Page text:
SpaceX unveils a new spacecraft featuring 3D printed rocket engine
SpaceX‘s Dragon capsule has been carrying loads to the International Space Station for more than 2 years, since 2012. SpaceX spent a year developing something and now they finally showed their spacecraft of new generation, dubbed Dragon V2, which was meant to carry a crew of astronauts to the International Space Station on June, 2.
SpaceX CEO Elon Musk told that the new spaceship had become a great leap forward for the corporation. The most significant improvements on the new spaceship are new rocket engines with which capsule lands progressively on Earth or any other planet with utmost precision. It will be able to come back to the Earth and land on any place extremely accurately. It will be easy to refuel the spacecraft and to start it once again. For the last two years there have been some expeditions to and from the ISS.
The Dragon V2 has enough space for 7 people and it’s constructed to let some space for extra cargo. The interior of the spacecraft has two rows of comfortable seats with various controls and screens for featuring comfort. Dragon V2 is equipped with “SuperDraco” 16,000 lb-thrust restartable engines. The engines are easy to control and allow astronauts great power. The SuperDraco engine chamber is produced with 3D printing technology in combination with direct metal laser sintering (DMLS). This technology means that layer by layer lasers quickly produce components of high quality from metal powder. The chamber is chilled and printed in Inconel – a superalligation which is characterized by high strength and toughness, which makes it highly reliable.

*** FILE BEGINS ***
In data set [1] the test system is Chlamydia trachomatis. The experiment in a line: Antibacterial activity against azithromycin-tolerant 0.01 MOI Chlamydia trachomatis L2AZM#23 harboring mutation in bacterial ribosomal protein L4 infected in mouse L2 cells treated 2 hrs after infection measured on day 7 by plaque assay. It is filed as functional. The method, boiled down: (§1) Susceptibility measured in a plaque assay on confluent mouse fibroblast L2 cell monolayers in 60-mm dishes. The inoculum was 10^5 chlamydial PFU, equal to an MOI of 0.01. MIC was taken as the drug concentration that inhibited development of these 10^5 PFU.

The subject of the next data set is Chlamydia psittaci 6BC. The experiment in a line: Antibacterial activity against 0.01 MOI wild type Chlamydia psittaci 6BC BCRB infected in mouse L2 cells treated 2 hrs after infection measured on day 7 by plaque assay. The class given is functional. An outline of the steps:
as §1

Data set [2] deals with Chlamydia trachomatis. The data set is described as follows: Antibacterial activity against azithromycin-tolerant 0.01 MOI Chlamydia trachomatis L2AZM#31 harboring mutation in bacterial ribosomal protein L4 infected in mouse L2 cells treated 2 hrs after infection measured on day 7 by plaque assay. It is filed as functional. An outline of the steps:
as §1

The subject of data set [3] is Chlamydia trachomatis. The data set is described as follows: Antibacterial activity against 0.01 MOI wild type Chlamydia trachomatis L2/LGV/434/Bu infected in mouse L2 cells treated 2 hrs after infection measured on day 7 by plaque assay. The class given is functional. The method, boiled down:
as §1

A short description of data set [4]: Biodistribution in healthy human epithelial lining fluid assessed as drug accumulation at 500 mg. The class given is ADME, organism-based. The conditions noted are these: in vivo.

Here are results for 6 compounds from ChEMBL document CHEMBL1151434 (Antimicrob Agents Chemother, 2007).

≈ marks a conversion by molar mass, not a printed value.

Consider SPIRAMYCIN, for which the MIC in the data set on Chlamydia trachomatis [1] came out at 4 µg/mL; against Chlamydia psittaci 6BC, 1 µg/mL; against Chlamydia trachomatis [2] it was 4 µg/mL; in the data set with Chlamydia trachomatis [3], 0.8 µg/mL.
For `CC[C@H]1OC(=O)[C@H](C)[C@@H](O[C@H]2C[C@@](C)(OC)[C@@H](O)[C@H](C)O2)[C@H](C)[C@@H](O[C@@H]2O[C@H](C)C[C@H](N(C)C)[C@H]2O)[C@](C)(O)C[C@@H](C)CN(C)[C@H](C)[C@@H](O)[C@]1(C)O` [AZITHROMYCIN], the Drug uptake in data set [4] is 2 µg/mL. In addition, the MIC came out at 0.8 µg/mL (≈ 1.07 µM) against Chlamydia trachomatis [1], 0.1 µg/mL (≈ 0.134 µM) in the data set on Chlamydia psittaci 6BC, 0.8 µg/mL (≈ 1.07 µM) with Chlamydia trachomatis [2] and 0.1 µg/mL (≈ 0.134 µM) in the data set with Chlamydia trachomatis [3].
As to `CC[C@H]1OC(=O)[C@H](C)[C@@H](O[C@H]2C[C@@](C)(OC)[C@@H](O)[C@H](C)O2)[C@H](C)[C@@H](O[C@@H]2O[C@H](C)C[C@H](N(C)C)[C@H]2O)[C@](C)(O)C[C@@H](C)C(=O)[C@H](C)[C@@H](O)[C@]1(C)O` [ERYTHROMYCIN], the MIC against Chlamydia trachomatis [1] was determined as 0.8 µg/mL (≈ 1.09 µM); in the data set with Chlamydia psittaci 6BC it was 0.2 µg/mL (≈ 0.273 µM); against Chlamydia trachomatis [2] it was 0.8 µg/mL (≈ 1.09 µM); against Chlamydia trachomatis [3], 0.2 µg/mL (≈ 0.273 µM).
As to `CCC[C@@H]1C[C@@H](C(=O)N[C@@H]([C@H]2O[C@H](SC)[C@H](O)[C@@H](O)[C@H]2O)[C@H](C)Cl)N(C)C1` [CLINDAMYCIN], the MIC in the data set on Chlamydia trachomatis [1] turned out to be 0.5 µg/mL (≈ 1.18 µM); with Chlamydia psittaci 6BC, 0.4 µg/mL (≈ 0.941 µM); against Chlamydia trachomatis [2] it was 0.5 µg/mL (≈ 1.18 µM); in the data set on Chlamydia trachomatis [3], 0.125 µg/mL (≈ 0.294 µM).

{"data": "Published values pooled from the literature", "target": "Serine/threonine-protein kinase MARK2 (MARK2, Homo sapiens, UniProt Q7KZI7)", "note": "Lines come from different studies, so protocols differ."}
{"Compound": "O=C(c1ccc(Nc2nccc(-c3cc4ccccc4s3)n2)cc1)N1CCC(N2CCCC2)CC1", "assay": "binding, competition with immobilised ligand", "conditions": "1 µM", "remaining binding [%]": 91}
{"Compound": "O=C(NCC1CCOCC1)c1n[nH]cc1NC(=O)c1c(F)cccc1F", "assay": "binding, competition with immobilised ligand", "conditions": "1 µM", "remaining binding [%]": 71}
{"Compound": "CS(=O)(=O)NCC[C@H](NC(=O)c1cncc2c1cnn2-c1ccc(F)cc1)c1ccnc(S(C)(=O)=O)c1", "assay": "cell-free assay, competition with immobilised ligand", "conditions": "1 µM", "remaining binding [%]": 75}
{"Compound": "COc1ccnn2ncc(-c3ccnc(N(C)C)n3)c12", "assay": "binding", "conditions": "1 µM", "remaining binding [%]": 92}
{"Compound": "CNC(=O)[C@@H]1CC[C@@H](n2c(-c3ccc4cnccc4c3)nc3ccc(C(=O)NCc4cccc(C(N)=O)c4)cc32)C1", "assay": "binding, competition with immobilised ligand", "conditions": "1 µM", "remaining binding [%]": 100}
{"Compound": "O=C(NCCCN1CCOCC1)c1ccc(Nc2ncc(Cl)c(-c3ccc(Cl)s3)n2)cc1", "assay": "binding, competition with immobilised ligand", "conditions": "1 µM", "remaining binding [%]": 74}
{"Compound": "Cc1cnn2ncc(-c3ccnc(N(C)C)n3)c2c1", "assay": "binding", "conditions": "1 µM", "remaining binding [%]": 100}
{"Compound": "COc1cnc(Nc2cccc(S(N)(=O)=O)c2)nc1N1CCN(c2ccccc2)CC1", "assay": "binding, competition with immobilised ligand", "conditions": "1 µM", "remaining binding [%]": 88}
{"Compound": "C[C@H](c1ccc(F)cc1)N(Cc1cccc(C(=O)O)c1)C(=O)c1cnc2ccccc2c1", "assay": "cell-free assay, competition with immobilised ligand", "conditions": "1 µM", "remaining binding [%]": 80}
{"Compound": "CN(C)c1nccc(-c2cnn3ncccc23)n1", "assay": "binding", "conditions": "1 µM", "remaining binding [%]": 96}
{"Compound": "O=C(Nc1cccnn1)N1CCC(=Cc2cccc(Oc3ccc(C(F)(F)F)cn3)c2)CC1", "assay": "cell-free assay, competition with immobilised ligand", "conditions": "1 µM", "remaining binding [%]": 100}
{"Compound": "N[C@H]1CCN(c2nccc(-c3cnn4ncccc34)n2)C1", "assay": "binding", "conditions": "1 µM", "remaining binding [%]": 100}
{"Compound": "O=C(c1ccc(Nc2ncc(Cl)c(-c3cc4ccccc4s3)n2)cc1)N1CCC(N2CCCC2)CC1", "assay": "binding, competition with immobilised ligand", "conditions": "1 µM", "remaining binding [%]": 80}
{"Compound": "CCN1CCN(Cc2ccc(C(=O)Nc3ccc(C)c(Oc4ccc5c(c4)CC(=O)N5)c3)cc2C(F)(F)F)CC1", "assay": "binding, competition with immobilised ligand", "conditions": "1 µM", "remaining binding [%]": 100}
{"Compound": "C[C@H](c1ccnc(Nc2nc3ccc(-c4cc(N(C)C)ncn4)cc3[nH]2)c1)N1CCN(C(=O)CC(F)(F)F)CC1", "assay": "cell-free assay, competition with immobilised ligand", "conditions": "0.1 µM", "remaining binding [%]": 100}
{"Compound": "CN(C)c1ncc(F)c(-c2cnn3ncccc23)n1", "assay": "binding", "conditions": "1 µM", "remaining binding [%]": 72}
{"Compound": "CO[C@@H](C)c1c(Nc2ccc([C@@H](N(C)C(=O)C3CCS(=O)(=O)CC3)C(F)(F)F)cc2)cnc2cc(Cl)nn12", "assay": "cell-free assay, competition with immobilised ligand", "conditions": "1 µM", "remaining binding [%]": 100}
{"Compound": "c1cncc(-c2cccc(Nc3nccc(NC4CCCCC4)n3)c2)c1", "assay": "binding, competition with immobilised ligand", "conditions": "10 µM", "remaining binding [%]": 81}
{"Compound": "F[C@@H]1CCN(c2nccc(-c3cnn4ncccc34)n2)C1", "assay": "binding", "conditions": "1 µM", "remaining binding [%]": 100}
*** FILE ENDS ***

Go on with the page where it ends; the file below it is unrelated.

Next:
3D printing allows producing firm engine parts of good resistance qualities and at the same time it helps to save both time and money, in comparison with the traditional ways of production. SpaceX is a perfect example of the abilities of 3D printing technologies of the 21st century and in addition it makes spacecraft and other vehicles more reliable, efficient and long-lasting.
All in all eight SuperDraco engines embedded into the side walls of the Dragon spaceship will produce about 120,000 pounds of axial push to transport astronauts to safety in case some emergency situations happen during launch. All that will result in the ability for astronauts to escape from dangers at any moment of ascent trajectory, and not only at the beginning. It’s important that if one of the engines goes wrong, a safe escape will still be possible. Last week qualification verification of SuperDraco thruster was successfully finished.